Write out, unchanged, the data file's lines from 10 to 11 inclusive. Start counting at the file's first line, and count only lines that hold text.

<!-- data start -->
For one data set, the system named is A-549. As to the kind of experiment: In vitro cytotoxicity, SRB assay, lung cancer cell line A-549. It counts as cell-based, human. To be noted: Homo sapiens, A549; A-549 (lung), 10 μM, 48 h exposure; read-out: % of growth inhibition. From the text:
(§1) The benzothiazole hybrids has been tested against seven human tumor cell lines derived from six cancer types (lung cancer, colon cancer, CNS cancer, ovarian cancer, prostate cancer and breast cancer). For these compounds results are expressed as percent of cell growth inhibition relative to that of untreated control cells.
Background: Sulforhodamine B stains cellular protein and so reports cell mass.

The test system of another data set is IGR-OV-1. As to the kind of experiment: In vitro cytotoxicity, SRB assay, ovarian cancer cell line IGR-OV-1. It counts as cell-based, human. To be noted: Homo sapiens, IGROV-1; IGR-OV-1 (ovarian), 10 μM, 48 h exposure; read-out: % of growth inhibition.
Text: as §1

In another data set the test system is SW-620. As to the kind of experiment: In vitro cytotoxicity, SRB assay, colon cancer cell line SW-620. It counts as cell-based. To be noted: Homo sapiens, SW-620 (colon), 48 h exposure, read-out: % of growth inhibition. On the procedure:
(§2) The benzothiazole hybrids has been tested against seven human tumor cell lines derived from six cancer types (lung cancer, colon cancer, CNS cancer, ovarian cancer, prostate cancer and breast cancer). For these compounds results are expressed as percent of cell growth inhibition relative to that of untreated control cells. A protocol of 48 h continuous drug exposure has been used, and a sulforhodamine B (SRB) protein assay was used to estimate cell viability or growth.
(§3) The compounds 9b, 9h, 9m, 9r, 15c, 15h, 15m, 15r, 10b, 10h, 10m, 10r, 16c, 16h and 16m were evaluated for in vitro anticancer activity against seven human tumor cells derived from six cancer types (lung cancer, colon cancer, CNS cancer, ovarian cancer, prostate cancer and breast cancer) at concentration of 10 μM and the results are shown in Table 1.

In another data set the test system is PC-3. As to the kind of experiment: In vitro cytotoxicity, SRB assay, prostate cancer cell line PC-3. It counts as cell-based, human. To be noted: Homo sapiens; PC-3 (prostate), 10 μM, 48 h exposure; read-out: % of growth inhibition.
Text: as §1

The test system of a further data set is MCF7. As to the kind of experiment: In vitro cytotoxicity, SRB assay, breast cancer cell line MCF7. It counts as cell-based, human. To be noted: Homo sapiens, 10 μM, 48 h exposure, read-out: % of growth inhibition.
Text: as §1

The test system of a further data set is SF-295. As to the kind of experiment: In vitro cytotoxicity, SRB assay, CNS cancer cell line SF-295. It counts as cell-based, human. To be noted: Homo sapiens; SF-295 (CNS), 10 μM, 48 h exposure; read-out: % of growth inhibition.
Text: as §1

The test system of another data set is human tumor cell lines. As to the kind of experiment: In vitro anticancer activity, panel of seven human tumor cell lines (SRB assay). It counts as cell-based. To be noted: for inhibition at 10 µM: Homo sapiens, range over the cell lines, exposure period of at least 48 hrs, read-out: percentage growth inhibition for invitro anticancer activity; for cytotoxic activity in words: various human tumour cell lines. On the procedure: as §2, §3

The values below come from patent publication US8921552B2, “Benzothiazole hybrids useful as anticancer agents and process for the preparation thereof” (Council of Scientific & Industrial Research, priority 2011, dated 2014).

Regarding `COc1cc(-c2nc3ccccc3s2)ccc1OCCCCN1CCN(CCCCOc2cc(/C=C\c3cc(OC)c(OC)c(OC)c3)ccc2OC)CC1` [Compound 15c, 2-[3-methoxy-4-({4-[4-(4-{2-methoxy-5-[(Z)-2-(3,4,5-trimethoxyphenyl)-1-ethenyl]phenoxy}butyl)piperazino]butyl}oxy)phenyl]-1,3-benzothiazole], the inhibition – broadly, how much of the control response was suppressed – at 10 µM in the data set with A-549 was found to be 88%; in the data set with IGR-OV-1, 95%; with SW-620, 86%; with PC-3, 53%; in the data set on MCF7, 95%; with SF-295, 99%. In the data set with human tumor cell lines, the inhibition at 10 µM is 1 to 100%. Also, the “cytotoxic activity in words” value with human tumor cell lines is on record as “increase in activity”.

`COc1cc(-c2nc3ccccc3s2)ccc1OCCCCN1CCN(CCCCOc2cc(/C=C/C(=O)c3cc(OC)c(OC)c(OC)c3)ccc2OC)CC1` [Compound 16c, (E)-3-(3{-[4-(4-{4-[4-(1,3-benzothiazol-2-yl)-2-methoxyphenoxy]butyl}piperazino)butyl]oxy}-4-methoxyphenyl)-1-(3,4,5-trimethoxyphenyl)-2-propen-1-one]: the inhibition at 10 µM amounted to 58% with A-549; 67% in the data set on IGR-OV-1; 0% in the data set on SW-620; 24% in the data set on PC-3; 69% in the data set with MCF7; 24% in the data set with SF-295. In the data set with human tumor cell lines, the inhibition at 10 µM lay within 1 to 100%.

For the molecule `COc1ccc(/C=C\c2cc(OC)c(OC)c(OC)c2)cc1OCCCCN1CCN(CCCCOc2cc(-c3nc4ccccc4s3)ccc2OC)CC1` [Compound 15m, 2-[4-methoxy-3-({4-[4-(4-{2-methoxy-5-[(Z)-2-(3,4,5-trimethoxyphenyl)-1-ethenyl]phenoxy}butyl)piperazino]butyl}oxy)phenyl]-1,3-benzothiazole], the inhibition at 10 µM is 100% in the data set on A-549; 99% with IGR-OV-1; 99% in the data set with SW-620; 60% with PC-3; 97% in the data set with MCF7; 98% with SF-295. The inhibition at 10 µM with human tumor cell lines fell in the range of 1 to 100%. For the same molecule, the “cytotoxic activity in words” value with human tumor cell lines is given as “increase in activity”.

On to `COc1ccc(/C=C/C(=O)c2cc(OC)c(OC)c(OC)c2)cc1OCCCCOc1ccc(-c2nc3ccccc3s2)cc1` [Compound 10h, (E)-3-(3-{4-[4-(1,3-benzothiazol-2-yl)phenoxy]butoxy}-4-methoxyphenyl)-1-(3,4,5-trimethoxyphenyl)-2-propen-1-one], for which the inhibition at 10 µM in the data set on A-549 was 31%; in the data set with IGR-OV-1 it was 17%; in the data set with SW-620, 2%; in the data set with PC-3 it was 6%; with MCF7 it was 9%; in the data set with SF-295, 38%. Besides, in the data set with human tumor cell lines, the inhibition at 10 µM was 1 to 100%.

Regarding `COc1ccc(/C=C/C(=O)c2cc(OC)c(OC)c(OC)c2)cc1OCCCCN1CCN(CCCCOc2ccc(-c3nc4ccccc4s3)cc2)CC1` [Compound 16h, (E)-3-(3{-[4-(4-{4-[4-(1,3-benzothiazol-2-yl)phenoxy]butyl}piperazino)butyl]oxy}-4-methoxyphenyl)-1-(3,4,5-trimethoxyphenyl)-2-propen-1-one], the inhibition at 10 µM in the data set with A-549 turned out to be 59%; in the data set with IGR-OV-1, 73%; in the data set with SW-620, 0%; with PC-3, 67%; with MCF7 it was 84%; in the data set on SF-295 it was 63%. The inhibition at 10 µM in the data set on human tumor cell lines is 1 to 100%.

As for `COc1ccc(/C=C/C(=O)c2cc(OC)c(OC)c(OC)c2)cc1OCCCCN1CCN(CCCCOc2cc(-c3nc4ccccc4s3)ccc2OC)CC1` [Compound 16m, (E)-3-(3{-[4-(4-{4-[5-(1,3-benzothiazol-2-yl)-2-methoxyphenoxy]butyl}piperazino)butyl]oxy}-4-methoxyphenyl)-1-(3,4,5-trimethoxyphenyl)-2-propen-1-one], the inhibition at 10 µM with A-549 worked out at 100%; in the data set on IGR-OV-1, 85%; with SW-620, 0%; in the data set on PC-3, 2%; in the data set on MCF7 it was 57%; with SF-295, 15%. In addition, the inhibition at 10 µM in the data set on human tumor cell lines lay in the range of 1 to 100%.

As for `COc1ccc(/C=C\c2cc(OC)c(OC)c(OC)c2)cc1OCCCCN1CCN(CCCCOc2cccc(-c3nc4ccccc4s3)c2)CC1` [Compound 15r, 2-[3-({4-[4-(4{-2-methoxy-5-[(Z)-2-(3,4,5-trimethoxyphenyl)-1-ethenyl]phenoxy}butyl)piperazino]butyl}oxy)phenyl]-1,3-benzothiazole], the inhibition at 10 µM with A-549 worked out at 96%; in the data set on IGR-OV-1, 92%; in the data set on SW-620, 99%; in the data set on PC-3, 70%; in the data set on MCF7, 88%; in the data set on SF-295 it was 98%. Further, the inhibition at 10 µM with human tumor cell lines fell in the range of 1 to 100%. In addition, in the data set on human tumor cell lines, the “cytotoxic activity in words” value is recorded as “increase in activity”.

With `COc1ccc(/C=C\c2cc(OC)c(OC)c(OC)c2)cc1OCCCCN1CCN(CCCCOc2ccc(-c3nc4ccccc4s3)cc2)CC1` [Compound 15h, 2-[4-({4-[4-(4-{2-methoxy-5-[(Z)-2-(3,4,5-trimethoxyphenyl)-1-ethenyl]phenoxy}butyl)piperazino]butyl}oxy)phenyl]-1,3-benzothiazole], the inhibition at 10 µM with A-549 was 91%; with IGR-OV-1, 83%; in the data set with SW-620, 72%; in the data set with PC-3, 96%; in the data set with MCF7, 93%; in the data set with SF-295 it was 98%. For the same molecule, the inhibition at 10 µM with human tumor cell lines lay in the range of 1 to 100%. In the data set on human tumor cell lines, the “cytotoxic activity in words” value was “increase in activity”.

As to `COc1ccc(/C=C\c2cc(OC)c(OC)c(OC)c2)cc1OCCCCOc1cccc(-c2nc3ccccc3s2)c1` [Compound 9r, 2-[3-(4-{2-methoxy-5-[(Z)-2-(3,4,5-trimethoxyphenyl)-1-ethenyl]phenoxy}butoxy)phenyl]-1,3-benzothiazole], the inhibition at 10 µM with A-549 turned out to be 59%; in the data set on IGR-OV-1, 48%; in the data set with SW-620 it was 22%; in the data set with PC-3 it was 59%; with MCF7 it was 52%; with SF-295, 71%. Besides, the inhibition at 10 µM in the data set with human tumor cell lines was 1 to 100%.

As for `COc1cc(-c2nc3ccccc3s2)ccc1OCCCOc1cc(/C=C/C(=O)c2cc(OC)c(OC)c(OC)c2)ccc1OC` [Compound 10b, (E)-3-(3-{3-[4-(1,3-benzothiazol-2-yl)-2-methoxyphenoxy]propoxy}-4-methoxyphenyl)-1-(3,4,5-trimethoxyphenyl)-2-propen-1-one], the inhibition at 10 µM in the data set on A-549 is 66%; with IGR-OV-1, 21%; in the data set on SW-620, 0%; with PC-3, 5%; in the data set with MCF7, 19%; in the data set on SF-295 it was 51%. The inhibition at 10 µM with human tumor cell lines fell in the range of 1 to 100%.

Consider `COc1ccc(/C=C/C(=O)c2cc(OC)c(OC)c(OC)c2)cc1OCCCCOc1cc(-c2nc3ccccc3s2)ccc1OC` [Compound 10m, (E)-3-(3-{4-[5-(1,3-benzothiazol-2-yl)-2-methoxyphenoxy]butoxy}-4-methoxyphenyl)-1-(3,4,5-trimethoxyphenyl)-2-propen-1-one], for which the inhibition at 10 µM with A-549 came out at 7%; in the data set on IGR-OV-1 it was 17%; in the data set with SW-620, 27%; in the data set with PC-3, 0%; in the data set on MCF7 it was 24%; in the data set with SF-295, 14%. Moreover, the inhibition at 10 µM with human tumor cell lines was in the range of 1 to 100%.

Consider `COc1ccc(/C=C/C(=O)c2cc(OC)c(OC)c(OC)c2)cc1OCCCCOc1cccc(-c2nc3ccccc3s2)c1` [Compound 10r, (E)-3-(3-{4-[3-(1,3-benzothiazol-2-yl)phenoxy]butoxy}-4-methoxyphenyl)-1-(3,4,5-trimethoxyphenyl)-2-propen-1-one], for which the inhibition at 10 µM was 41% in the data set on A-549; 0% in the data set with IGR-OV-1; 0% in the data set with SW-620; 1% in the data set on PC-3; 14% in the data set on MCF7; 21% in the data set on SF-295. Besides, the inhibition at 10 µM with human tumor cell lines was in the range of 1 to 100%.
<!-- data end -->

Text: as §1

The test system of a further data set is MCF7. As to the kind of experiment: In vitro cytotoxicity, SRB assay, breast cancer cell line MCF7. It counts as cell-based, human. To be noted: Homo sapiens, 10 μM, 48 h exposure, read-out: % of growth inhibition.